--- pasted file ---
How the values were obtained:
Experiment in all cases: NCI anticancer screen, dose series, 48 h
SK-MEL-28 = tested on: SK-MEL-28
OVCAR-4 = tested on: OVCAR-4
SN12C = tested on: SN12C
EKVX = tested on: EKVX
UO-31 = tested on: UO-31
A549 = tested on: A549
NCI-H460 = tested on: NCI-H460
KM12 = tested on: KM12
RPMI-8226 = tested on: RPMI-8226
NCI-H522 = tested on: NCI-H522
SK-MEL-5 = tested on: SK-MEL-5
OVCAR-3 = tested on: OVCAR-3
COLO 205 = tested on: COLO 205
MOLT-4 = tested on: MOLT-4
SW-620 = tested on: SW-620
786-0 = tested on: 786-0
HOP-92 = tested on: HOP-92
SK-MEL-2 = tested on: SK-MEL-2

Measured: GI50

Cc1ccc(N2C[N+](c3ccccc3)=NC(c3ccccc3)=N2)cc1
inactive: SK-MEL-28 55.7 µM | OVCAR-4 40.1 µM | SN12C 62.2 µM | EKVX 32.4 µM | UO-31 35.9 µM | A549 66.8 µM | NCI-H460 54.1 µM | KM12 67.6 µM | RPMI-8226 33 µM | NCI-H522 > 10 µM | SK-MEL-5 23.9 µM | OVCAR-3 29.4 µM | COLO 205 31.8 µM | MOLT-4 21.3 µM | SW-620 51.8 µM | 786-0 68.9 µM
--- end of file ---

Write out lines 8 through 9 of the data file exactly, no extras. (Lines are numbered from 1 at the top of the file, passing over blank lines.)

A549 = tested on: A549
NCI-H460 = tested on: NCI-H460